KatPadi's Point

Adventures of a First-Time Hydroponics Gardener

From now on, I shall call myself a hydroponics gardener. Why? Well aside from my day job as a programmer, I think I may have found my new (chill) hobby and I like it.

It first started as one of my friends enrolled himself in a gardening workshop and I got curious. I told my officemate about it and he mentioned “hydroponics”.

I had no idea what hydroponics was at that time.

Disclaimer: I have no background in gardening/farming so whatever it is that I am going to write here are just things that I learned from the internet and while I was growing plants hydroponically.


Hydroponics is basically just growing plants without soil. There are various types of this but I used N.F.T. or Nutrient Film Technique. From the name itself,  an NFT system obviously uses nutrients to grow plants instead of soil. The system makes the nutrient solution flow down through the channels where the roots of the plants come in contact with the water and absorb the nutrients from it.


This is how my setup looks like:

A video posted by kat padilla (@katpadi) on

Below the channels is a “reservoir” that pumps the water back upwards. It just uses a regular water pump much like the ones that are used in an aquarium.


Each one of the tube on the left side lets the water flow from left to right. Each channel has a “drainage” on its rightmost side so the water can go back to the reservoir.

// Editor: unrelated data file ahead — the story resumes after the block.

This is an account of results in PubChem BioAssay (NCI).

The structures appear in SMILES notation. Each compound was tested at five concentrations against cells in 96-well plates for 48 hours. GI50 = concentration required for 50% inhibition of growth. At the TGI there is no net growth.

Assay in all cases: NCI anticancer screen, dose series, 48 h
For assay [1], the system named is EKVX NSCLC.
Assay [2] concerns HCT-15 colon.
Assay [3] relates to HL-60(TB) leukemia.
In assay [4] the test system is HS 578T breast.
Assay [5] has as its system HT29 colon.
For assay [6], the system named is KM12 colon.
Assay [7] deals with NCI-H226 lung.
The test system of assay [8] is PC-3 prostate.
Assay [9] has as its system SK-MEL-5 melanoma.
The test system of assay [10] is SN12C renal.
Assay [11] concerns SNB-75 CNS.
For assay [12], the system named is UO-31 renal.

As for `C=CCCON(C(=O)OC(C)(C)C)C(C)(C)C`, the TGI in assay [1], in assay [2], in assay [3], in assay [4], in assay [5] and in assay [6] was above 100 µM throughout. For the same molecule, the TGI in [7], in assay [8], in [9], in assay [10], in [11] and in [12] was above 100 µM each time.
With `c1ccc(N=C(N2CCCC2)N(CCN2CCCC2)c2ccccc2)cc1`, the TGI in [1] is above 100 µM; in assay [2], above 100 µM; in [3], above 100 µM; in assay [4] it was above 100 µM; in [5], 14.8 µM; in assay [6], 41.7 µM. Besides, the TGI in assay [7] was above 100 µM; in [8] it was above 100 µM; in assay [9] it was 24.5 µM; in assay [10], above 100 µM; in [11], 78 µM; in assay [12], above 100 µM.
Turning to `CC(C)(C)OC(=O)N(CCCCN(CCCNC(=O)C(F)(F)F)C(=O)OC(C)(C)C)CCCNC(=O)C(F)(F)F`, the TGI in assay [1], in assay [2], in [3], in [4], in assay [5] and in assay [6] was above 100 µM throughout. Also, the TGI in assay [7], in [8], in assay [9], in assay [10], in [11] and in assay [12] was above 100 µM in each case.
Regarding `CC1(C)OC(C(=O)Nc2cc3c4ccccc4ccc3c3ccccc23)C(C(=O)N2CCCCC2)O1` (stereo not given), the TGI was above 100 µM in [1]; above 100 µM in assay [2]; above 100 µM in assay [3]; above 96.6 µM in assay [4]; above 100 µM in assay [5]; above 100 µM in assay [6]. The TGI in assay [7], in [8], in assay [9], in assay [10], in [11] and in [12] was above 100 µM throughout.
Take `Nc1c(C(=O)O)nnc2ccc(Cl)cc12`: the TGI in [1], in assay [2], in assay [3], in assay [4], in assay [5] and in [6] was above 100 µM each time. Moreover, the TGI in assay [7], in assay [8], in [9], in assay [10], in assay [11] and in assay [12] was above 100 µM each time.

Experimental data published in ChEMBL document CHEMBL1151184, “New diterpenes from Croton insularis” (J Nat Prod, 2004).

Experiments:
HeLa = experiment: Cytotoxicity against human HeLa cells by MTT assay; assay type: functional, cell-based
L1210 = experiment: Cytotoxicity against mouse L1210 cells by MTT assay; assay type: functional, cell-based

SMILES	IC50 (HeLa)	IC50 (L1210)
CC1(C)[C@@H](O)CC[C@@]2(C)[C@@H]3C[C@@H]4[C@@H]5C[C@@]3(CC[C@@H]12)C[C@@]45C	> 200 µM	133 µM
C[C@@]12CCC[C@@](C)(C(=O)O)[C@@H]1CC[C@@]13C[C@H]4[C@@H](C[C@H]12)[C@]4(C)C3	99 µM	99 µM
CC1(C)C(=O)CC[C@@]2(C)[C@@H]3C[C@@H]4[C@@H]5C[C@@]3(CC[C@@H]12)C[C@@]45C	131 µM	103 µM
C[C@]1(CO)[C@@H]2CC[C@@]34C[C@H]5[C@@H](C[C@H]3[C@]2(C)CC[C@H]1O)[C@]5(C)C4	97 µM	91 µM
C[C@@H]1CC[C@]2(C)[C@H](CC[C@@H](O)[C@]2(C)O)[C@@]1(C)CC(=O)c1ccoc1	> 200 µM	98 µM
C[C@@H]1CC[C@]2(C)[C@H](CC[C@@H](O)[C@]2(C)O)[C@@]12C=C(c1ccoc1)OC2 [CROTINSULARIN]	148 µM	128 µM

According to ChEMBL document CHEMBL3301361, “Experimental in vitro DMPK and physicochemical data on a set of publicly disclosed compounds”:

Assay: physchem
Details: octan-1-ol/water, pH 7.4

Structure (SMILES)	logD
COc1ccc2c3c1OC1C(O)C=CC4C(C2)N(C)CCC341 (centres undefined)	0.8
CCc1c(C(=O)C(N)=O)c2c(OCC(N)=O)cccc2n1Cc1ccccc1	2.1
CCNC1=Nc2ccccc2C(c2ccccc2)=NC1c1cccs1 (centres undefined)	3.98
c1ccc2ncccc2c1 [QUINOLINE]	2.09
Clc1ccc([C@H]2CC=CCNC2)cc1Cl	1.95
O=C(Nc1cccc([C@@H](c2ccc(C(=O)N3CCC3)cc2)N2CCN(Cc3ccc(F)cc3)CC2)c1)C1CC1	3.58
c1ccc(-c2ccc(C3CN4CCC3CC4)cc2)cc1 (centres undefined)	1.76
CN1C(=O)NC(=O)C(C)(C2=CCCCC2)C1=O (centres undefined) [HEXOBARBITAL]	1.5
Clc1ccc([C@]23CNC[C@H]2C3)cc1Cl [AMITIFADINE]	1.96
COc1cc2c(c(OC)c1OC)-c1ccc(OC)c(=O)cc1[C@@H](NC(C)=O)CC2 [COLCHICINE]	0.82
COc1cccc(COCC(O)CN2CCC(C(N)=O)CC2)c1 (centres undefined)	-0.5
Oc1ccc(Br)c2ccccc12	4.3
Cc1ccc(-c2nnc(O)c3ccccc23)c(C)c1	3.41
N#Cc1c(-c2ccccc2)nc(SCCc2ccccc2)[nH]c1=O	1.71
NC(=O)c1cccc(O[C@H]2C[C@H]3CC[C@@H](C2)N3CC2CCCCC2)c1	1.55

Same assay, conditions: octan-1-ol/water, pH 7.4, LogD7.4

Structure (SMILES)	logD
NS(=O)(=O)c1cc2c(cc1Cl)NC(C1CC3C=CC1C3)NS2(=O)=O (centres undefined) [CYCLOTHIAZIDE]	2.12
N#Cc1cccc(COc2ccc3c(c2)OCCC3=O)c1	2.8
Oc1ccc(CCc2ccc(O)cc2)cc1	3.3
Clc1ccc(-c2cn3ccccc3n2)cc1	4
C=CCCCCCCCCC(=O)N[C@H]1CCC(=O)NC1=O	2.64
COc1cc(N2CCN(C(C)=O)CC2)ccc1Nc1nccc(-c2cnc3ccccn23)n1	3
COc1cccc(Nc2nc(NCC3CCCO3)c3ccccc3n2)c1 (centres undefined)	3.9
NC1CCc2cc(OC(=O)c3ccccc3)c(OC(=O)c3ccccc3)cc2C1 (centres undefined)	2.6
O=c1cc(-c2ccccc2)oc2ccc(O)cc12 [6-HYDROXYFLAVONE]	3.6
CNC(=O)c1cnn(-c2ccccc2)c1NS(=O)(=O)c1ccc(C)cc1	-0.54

I made the seeds germinate first in a growing tray that contains net cups. In the picture below, the brown thingy is not soil but coco coir.11380902_1678895895663957_37116776_nWhen the seedlings developed about 3 to 4 leaves, I transplanted them into the hydroponics system. Before transferring, I prepared each pot to have perlite in it. Perlite is the growing medium that I used.



Upon asking some people, I was told that I should’ve transferred each seedling with the coco coir still intact. My bad!

Anyway, that’s basically everything that I did! Every now and then, I just made sure that the reservoir had enough water and nutrients.



Nutrient solutions can be bought in every gardening store (I even saw some in True Value) but I got mine from Hydroponics Garden Supply in Laguna.  What I have is the SNAP nutrient solution (which was developed by Filipino scientists) and its package include SNAP A and SNAP B which contain the macro and micro nutrients the plants would need for growth.

I just followed the instruction that the bottles indicated. It says 25 mL of each solution to for every 10 to 12 liters of water. It was also written that I should mix SNAP A first with the water, stir, and then mix SNAP B. I have no idea why.

Anyway, so the maintenance wasn’t really high. As I’ve said above, I just had to make sure that the plants have enough water and nutrients so I just refill the reservoir every 2 weeks or so.


After a few months, here they are! Tadaaa!


The problem now is that I don’t know how to cook so I’ll send these harvested pechays to my mom.



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